Joe Dunthorne’s The Adulterants is a sort of anti-coming-of-age-story; a comedy of errors about a thirty-something Londoner on the cusp of full-blown adulthood, but whose adolescent-minded cluster of ill-decisions sends his life on a desperately downward spiral.
A slim novel just shy of 200 pages, The Adulterants introduces us to Ray, presented as the typical everyman — he loves and loathes his friends in equal measure, bemoans the price of houses just like the rest of us, and is a little tired of his career as a tech journalist — who we meet just as he’s in the midst of almost cheating on his heavily pregnant wife; just the first in a long, loooong line of terrible decisions, which Ray is adamant he is not at fault for; rather, he’s the victim of societal pressures, circumstance, and the people in his life. From Ray’s point of view, all mistakes can be traced back to everything and anything but himself.
There are several laugh moments, including Ray’s encounter with a policewoman, when every word he utters exacerbates his quandary. But this isn’t a slapstick comedy; it’s top-notch satire, moments of comedic gold coupled with insight and poignancy. This is the story of a man plagued with insecurities about every facet of his life, who lacks the maturity and inclination to reorient his priorities. His uncanny knack for self-sabotage is both hilarious and heartbreaking; Ray is equally empathetic and deplorable. The line between the two is a constant blur.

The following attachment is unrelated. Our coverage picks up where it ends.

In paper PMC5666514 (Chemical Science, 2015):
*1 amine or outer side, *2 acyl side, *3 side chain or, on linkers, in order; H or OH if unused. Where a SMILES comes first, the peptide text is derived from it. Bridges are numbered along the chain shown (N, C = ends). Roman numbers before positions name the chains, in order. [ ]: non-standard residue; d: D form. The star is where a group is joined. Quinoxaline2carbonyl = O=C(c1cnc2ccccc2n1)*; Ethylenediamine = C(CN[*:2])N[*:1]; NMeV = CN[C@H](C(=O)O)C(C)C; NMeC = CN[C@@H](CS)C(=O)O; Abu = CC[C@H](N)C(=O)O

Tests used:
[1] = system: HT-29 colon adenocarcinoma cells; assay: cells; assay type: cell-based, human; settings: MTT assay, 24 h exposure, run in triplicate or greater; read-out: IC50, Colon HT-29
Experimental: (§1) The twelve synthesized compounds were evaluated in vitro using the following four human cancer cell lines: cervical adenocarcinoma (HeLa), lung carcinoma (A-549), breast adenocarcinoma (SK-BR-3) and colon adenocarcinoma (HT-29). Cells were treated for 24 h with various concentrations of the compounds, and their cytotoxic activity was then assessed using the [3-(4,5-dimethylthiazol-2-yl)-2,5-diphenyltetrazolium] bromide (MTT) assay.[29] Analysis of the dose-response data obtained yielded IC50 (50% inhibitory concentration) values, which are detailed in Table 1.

The Adulterants is an infectious read. I galloped through its pages, marvelled at its insights, guffawed at Ray’s shallow, infantile, narcissist tendencies.